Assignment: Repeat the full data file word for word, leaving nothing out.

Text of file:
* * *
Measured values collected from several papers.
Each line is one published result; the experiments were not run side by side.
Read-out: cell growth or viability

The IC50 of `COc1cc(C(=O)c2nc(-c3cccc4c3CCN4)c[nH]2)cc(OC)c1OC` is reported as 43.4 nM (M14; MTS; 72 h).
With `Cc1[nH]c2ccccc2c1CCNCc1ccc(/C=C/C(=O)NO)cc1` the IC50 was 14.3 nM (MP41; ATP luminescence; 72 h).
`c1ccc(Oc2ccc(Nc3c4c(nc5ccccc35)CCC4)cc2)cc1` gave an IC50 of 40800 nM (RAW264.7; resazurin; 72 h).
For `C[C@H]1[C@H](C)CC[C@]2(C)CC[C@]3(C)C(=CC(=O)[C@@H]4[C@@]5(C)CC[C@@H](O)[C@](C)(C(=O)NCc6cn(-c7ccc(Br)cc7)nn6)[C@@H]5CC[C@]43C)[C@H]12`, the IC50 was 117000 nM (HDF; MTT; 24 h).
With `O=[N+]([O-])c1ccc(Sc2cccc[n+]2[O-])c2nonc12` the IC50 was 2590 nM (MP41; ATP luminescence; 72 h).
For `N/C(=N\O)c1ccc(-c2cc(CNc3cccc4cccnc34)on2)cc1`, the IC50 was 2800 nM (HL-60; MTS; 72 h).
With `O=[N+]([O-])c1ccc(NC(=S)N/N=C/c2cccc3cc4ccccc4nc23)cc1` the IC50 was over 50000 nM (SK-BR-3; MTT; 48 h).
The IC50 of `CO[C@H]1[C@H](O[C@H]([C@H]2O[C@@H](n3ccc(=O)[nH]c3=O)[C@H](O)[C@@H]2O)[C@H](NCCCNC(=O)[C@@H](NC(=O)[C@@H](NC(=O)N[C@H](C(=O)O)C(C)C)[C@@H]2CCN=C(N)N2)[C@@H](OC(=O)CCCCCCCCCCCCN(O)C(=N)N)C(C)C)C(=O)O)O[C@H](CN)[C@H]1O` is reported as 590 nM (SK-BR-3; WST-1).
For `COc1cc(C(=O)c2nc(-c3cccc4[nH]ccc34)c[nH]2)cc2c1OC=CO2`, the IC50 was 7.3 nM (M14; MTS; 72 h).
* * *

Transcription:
Measured values collected from several papers.
Each line is one published result; the experiments were not run side by side.
Read-out: cell growth or viability

The IC50 of `COc1cc(C(=O)c2nc(-c3cccc4c3CCN4)c[nH]2)cc(OC)c1OC` is reported as 43.4 nM (M14; MTS; 72 h).
With `Cc1[nH]c2ccccc2c1CCNCc1ccc(/C=C/C(=O)NO)cc1` the IC50 was 14.3 nM (MP41; ATP luminescence; 72 h).
`c1ccc(Oc2ccc(Nc3c4c(nc5ccccc35)CCC4)cc2)cc1` gave an IC50 of 40800 nM (RAW264.7; resazurin; 72 h).
For `C[C@H]1[C@H](C)CC[C@]2(C)CC[C@]3(C)C(=CC(=O)[C@@H]4[C@@]5(C)CC[C@@H](O)[C@](C)(C(=O)NCc6cn(-c7ccc(Br)cc7)nn6)[C@@H]5CC[C@]43C)[C@H]12`, the IC50 was 117000 nM (HDF; MTT; 24 h).
With `O=[N+]([O-])c1ccc(Sc2cccc[n+]2[O-])c2nonc12` the IC50 was 2590 nM (MP41; ATP luminescence; 72 h).
For `N/C(=N\O)c1ccc(-c2cc(CNc3cccc4cccnc34)on2)cc1`, the IC50 was 2800 nM (HL-60; MTS; 72 h).
With `O=[N+]([O-])c1ccc(NC(=S)N/N=C/c2cccc3cc4ccccc4nc23)cc1` the IC50 was over 50000 nM (SK-BR-3; MTT; 48 h).
The IC50 of `CO[C@H]1[C@H](O[C@H]([C@H]2O[C@@H](n3ccc(=O)[nH]c3=O)[C@H](O)[C@@H]2O)[C@H](NCCCNC(=O)[C@@H](NC(=O)[C@@H](NC(=O)N[C@H](C(=O)O)C(C)C)[C@@H]2CCN=C(N)N2)[C@@H](OC(=O)CCCCCCCCCCCCN(O)C(=N)N)C(C)C)C(=O)O)O[C@H](CN)[C@H]1O` is reported as 590 nM (SK-BR-3; WST-1).
For `COc1cc(C(=O)c2nc(-c3cccc4[nH]ccc34)c[nH]2)cc2c1OC=CO2`, the IC50 was 7.3 nM (M14; MTS; 72 h).